Responding to this situation, Nigerian President Buhari stated: ‘All who flee a conflict situation have the same right to safe passage under the UN Convention, and the colour of their passport or their skin should make no difference’.
But the problems don’t stop once ethnic minority refugees have fled Ukraine. It is reported that Polish nationalists, dressed in black, have sought out non-white refugees at Przemyśl train station in Poland and have brutally attacked them.
According to the police, three Indian nationals were beaten up by a group of five men. One of them was left hospitalised.
This extremist group have also been heard chanting: ‘Przemyśl always Polish’ and ‘Go back to the train station! Go back to your country’ as trains carrying the few non-white refugees permitted to board have arrived in Poland.
Sara, from Egypt, a student in Ukraine recounts: ‘These men came and started to harass a group of men from Nigeria. They wouldn’t let an African boy go inside a place to eat some food. Then they came towards us and yelled: ‘Go back to your country.’
However, other African nationals have suggested that they were treated fairly in Poland, and that much of the racial abuse took place on the Ukrainian side of the border.
‘They seem so like us’: The underlying patronisation of Western media outlets
The selective sovereignty witnessed, apparently, on both sides of the Ukrainian-Polish border may be compared to the rhetoric certain media outlets have used in as the Ukraine crisis has unfolded.
The Arab and Middle Eastern Journalists Association, for instance, has condemned some aspects of reporting on Ukraine, specifically how journalists have related it to experiences in the Middle East. ‘[It] ascribes more importance to some victims of war over others’.
In a CBS News report in late February, a reporter said: ‘But this isn’t a place, with all due respect, like Iraq or Afghanistan, that has seen conflict raging for decades. This is a relatively civilized, relatively European — I have to choose those words carefully, too — city, one where you wouldn’t expect that, or hope that it’s going to happen’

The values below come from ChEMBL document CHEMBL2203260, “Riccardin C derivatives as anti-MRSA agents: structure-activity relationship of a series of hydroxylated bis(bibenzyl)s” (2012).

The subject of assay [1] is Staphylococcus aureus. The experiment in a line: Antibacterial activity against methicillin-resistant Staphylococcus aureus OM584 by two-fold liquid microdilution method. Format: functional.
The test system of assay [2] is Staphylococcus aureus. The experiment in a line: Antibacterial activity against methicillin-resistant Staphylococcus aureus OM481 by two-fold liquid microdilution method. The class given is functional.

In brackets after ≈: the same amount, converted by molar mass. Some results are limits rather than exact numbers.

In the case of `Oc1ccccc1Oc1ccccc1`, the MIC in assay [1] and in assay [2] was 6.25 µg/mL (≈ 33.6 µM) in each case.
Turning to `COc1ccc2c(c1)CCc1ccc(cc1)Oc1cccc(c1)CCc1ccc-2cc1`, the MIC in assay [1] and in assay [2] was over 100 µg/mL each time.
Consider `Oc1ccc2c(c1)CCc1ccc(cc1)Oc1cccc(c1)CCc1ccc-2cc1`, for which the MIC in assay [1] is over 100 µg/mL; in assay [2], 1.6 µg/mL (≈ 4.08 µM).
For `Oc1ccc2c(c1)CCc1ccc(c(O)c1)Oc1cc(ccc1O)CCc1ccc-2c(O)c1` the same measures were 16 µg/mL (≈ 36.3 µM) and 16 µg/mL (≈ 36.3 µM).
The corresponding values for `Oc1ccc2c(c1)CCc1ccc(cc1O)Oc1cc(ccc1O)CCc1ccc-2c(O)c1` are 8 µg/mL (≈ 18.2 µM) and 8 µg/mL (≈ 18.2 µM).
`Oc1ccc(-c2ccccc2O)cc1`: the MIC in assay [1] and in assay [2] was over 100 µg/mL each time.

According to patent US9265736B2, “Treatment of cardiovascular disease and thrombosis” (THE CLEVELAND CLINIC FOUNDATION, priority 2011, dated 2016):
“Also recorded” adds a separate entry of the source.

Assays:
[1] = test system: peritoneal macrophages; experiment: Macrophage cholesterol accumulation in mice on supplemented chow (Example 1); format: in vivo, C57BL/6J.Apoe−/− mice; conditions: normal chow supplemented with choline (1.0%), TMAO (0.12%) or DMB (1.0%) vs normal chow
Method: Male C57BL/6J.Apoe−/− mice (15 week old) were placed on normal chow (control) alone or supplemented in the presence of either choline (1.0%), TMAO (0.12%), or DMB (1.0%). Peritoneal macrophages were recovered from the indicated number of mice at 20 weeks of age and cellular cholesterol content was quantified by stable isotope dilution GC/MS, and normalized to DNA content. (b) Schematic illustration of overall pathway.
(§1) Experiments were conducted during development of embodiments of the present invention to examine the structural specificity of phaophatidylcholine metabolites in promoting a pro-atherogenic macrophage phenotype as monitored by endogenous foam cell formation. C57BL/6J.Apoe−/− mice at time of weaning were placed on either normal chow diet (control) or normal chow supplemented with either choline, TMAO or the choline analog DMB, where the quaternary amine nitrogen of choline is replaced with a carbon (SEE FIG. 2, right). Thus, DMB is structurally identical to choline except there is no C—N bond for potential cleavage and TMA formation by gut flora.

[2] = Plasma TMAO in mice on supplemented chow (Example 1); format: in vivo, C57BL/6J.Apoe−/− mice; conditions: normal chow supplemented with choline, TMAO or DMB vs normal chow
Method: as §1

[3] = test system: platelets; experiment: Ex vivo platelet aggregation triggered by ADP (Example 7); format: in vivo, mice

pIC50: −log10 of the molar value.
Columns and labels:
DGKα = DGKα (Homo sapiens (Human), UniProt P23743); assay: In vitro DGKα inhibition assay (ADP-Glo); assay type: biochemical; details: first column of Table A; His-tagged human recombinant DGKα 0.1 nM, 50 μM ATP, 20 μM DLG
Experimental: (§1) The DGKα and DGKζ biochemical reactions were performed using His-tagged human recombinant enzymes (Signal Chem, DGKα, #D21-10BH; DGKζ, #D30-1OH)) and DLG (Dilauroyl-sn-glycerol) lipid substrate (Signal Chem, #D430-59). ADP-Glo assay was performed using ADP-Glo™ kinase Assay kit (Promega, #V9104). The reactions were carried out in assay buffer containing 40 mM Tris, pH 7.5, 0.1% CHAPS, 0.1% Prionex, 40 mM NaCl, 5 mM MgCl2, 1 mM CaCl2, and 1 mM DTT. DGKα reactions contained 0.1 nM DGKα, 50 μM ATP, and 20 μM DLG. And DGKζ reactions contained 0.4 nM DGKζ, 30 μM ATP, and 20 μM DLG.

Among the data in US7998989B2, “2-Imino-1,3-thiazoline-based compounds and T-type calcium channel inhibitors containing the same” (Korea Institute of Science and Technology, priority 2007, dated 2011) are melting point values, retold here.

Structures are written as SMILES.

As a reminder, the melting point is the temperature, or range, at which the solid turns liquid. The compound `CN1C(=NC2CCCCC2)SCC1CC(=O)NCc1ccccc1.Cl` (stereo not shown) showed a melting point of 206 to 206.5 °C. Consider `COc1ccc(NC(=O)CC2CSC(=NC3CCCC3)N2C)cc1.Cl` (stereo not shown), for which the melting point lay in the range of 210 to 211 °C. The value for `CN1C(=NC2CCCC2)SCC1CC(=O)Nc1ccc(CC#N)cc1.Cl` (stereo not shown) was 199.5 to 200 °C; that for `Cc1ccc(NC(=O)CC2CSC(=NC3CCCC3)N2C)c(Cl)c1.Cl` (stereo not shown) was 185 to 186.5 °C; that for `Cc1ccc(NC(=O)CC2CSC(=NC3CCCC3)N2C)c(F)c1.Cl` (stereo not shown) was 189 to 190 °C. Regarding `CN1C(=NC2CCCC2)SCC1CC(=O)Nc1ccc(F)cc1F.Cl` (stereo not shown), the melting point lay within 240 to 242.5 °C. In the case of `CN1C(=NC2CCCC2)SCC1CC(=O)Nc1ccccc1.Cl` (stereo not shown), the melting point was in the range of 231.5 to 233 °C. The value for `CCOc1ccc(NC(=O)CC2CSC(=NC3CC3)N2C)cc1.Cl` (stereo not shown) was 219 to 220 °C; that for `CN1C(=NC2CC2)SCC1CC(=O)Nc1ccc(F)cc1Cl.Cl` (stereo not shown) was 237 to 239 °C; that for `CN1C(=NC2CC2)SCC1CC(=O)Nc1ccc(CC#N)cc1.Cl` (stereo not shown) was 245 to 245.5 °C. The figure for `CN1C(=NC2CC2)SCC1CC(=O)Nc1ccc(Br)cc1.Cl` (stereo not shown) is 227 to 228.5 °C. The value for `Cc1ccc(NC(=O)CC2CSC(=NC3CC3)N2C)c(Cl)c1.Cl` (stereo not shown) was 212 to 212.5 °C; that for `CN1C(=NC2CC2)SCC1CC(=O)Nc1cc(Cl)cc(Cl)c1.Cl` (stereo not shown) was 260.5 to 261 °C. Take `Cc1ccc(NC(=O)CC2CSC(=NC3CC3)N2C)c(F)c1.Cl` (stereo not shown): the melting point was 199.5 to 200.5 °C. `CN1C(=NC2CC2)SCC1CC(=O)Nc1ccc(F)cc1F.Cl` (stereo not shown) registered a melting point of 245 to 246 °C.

On Al Jazeera English too, a reporter told viewers: ‘What’s compelling is, just looking at them, the way they are dressed, these are prosperous … I’m loath to use the expression … middle-class people. These are not obviously refugees looking to get away from areas in the Middle East that are still in a big state of war. These are not people trying to get away from areas in North Africa. They look like any European family that you would live next door to’.
Such language indicates that some refugee groups are more important, and thus have more value, than others.
A journalist in The Daily Telegraph wrote: ‘They seem so like us. That is what makes it so shocking. War is no longer something visited upon impoverished and remote populations. It can happen to anyone.’
Meanwhile, a reporter for the French news channel BFM TV said: ‘We’re not talking here about Syrians fleeing the bombing of the Syrian regime backed by Putin, we’re talking about Europeans leaving in cars that look like ours to save their lives.’
Undeniably, life for any refugee is difficult, and their journeys doubtless present their own harrowing challenges. However, the discrimination at the heart of many policies of selective sovereignty is far from a solution. Safety, security, and happiness are what all refugees seek and a lack of resemblance to the host nation should never form an impediment to that refugee’s passage. Why build walls for already isolated groups? Many of the African students who suffered racial bias at the border will go on to be leading doctors, lawyers, and academics. A wall which blocks a refugee’s passage is undoubtedly a way to extinguish the light of bright future. As Nigerian President Buhari put it: ‘All who flee a conflict situation have the same right to safe passage […] the colour of their passport or their skin should make no difference’.
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Aaron is a second year French & Spanish student at Oxford University. He researched and wrote this article as part of the Oxford University Micro Internship programme.